Posted with permission from Principal Kafele
Sheesh! When did the word, equity become so politically charged? I mean there are people out here who are literally terrified by it. I have had clients to politely ask me to refrain from its usage in my presentations. Recently in a Q & A after a keynote address, I had an audience member ask me in the breakout session how I navigate the usage of the word equity in presentations knowing that there are people sitting in the audience who are critical of the word. In that particular instance, I felt compelled to provide a long response so I asked my breakout session audience if I could spend some time on responding and they said yes. They seemed eager to hear my response so I devoted the entire session to responding to the one question.
As I state in the title, equity is not a “four-letter word,” the “boogey man,” a political statement,” nor the enemy. It doesn’t have a racial connotation, ethnic connotation, cultural connotation, sexual-orientation connotation, socio-economic connotation, etc….no…it has a “great teaching connotation.” In a nutshell, in classroom usage, equity means, “Meeting young people where they are…as they are.” Over the years, I have extended that definition to say that “Equity can never be solely something that you do. Equity MUST be who you are. Equity is therefore a reflection of the educator’s humanity toward the students that he or she serves.” In other words, in this context, equity is a reflection of the educators love and compassion for children….which CANNOT be taught I might add. Either you have it or you don’t. Only the rollout of equity in the classroom can be taught…the “how to” which is “what you do.” The compassion which is “who you are” is either in you or it is not. If you happen to fall into the category of lack of compassion for your students, introspection is in order because the “what you do” and “who you are” go hand in glove.
So how and when did equity become such a controversial, politically-charged word? In several states across the country, the anti-Critical Race Theory folks who were / are legislating CRT out of schools (its never been in schools by the way…it’s really an absurd fight) wanted to include equity in the same legislation….they wanted to legislate equity out of the schools…unbelievable! I mean, they are treating equity as if it’s a “four-letter word” and imposing consequences if this “four-letter word” is uttered. This is absolutely absurd. Again, equity means, “Meeting young people where they are…as they are.” Of course, the problem lies when there is a focus on historically oppressed communities…Black and Brown students in this regard. So in other words, the racism kicks in. An “equality-mindset” pedagogy in a classroom of diverse learners where there are students of historically oppressed populations present and all students “receive the same thing at the same time at the same rate” is inherently insensitive and oppressive, whether implicit or explicit. One has to know who’s in the classroom. One has to “analyze the audience.” One has to “read the room.” There are children in that classroom who have life experiences that are overwhelmingly challenging historically due to either the skin they were born in or the circumstances upon which they find themselves that require a teacher who understands this reality fully and makes the necessary adjustments toward meeting the academic, social and emotional needs of EACH of the learners. We cannot pretend that racism never happened in this country nor that it doesn’t continue to exist. It did and it still does and its implications for children in classrooms are immeasurable. The “equity-mindset teacher” eagerly embraces this reality and strives to create an “equity-mindset classroom” where each of the learners have equitable opportunities to soar. This is equity. Again, equity is simply “meeting young people where they are…as they are” which translates into GREAT TEACHING.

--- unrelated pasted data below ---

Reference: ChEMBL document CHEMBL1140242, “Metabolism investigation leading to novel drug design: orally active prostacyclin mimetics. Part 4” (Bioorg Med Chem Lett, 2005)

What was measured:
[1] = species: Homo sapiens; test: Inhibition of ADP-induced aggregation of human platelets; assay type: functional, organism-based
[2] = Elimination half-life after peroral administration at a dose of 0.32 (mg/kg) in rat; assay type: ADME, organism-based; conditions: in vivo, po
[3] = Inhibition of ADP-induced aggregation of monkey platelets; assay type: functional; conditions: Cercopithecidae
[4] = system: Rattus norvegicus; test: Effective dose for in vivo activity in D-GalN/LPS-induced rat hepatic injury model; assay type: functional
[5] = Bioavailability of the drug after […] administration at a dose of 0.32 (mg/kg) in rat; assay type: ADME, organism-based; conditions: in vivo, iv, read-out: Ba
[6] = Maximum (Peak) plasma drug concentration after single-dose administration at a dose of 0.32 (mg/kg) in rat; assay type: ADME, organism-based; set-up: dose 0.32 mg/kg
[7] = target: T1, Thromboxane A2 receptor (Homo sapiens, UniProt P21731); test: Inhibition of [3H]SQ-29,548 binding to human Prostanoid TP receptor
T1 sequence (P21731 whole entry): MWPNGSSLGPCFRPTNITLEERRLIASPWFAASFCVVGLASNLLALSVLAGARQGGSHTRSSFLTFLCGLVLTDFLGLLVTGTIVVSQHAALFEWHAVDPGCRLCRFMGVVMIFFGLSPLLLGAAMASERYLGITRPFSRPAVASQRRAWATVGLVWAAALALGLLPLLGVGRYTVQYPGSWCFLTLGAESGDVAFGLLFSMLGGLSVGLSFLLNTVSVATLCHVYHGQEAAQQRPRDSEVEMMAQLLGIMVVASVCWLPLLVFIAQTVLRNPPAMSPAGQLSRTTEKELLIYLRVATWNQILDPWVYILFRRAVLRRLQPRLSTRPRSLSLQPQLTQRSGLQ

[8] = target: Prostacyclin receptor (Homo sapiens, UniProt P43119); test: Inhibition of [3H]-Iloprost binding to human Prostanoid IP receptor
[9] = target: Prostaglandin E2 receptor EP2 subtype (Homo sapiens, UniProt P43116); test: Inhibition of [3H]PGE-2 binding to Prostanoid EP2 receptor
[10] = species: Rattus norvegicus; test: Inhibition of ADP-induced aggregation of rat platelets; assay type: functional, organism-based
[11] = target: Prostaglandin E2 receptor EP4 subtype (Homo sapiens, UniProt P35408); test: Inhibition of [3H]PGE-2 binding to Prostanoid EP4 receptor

About the author
A highly-regarded urban educator in New Jersey for over 20 years, Principal Kafele distinguished himself as a master teacher and transformational school leader. As an elementary teacher in East Orange, NJ, he was selected as the East Orange School District and Essex County Public Schools Teacher of the Year, and he was a finalist for NJ State Teacher of the Year. As a principal, Principal Kafele led the turnaround of 4 New Jersey urban schools, including Newark Tech, which went from a low-performing school in need of improvement to national recognition, which included U.S. News & World Report recognizing it as one of America’s best high schools. He is also the author of 10 books which include his national best-sellers, The Principal 50, Is My School a Better School BECAUSE I Lead It? and The Aspiring Principal 50. The Assistant Principal 50 will be released in June, 2020. Principal Kafele is the recipient of over 100 educational, professional and community awards including the prestigious Milken Award, the NABSE Hall of Fame Award, induction into the East Orange, NJ Hall of Fame, and the City of Dickinson, Texas proclaiming February 8, 1998 as Baruti Kafele Day.